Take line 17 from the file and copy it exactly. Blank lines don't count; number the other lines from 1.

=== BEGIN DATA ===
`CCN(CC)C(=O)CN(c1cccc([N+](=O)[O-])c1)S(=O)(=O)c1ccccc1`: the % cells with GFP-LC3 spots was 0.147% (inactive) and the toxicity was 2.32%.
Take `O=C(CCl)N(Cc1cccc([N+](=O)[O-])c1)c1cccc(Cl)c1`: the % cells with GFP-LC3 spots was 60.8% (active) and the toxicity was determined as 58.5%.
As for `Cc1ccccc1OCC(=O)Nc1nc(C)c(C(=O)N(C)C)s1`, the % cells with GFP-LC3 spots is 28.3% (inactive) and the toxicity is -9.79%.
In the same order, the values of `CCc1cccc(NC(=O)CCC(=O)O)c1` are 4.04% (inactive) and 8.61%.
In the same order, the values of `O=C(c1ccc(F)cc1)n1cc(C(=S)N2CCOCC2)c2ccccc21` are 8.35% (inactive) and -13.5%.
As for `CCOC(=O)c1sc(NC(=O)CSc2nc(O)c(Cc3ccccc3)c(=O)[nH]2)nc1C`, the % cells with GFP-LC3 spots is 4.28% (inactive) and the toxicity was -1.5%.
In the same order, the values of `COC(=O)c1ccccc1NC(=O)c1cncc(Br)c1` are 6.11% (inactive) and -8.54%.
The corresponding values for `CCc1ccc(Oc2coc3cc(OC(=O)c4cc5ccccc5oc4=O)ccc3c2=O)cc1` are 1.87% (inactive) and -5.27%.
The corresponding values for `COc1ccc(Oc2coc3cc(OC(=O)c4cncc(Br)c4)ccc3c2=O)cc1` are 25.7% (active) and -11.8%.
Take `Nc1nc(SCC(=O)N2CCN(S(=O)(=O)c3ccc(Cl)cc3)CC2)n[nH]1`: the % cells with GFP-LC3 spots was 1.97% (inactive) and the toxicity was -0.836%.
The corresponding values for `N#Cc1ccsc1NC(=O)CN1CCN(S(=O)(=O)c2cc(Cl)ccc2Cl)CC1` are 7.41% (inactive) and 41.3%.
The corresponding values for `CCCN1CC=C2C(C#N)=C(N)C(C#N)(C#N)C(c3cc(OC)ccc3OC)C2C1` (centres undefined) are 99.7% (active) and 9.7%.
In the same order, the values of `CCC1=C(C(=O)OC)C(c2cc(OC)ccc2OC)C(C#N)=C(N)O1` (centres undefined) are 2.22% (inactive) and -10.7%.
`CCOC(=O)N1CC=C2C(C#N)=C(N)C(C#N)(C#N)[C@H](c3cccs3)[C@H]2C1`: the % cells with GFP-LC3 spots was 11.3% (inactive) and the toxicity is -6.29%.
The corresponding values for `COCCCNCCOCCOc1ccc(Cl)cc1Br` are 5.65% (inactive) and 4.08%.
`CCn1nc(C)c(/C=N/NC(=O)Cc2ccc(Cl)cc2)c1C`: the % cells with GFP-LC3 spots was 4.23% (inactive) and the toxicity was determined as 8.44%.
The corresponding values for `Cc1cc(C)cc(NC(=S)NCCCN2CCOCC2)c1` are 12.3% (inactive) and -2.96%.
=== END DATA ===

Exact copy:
The corresponding values for `Cc1cc(C)cc(NC(=S)NCCCN2CCOCC2)c1` are 12.3% (inactive) and -2.96%.